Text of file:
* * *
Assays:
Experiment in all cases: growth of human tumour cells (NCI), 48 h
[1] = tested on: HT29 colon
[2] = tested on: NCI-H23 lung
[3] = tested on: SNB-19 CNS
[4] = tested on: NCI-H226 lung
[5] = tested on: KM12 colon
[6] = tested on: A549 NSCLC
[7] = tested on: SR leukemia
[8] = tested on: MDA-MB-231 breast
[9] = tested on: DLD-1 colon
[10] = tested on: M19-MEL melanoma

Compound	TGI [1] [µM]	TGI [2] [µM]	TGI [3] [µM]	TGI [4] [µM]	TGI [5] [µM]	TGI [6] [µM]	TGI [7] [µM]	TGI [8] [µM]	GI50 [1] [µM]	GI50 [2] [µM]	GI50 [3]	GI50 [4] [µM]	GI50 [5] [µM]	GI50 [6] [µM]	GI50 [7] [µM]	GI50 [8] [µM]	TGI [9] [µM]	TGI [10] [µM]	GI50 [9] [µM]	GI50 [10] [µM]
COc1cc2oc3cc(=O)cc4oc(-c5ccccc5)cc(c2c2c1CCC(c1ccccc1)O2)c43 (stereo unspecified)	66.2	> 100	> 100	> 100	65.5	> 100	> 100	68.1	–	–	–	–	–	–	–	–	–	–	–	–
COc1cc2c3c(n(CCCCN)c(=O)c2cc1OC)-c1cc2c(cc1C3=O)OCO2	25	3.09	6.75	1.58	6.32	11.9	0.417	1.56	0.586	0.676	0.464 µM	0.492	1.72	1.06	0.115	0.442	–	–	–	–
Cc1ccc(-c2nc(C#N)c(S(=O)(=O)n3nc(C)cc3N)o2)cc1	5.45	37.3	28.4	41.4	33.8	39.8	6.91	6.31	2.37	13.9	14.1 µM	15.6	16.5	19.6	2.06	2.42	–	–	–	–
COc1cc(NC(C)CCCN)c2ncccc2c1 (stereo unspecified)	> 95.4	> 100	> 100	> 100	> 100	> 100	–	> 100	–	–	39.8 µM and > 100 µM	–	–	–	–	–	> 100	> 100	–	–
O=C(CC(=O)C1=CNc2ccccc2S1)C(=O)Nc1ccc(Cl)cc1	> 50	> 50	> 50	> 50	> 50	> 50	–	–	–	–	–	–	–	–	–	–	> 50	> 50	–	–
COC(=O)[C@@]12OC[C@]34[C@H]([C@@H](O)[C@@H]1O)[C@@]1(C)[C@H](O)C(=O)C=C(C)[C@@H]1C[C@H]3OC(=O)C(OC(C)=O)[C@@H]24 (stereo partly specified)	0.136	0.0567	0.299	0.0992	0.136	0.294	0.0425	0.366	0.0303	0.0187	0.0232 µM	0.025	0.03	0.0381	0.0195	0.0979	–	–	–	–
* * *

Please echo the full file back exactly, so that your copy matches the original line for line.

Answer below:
Assays:
Experiment in all cases: growth of human tumour cells (NCI), 48 h
[1] = tested on: HT29 colon
[2] = tested on: NCI-H23 lung
[3] = tested on: SNB-19 CNS
[4] = tested on: NCI-H226 lung
[5] = tested on: KM12 colon
[6] = tested on: A549 NSCLC
[7] = tested on: SR leukemia
[8] = tested on: MDA-MB-231 breast
[9] = tested on: DLD-1 colon
[10] = tested on: M19-MEL melanoma

Compound	TGI [1] [µM]	TGI [2] [µM]	TGI [3] [µM]	TGI [4] [µM]	TGI [5] [µM]	TGI [6] [µM]	TGI [7] [µM]	TGI [8] [µM]	GI50 [1] [µM]	GI50 [2] [µM]	GI50 [3]	GI50 [4] [µM]	GI50 [5] [µM]	GI50 [6] [µM]	GI50 [7] [µM]	GI50 [8] [µM]	TGI [9] [µM]	TGI [10] [µM]	GI50 [9] [µM]	GI50 [10] [µM]
COc1cc2oc3cc(=O)cc4oc(-c5ccccc5)cc(c2c2c1CCC(c1ccccc1)O2)c43 (stereo unspecified)	66.2	> 100	> 100	> 100	65.5	> 100	> 100	68.1	–	–	–	–	–	–	–	–	–	–	–	–
COc1cc2c3c(n(CCCCN)c(=O)c2cc1OC)-c1cc2c(cc1C3=O)OCO2	25	3.09	6.75	1.58	6.32	11.9	0.417	1.56	0.586	0.676	0.464 µM	0.492	1.72	1.06	0.115	0.442	–	–	–	–
Cc1ccc(-c2nc(C#N)c(S(=O)(=O)n3nc(C)cc3N)o2)cc1	5.45	37.3	28.4	41.4	33.8	39.8	6.91	6.31	2.37	13.9	14.1 µM	15.6	16.5	19.6	2.06	2.42	–	–	–	–
COc1cc(NC(C)CCCN)c2ncccc2c1 (stereo unspecified)	> 95.4	> 100	> 100	> 100	> 100	> 100	–	> 100	–	–	39.8 µM and > 100 µM	–	–	–	–	–	> 100	> 100	–	–
O=C(CC(=O)C1=CNc2ccccc2S1)C(=O)Nc1ccc(Cl)cc1	> 50	> 50	> 50	> 50	> 50	> 50	–	–	–	–	–	–	–	–	–	–	> 50	> 50	–	–
COC(=O)[C@@]12OC[C@]34[C@H]([C@@H](O)[C@@H]1O)[C@@]1(C)[C@H](O)C(=O)C=C(C)[C@@H]1C[C@H]3OC(=O)C(OC(C)=O)[C@@H]24 (stereo partly specified)	0.136	0.0567	0.299	0.0992	0.136	0.294	0.0425	0.366	0.0303	0.0187	0.0232 µM	0.025	0.03	0.0381	0.0195	0.0979	–	–	–	–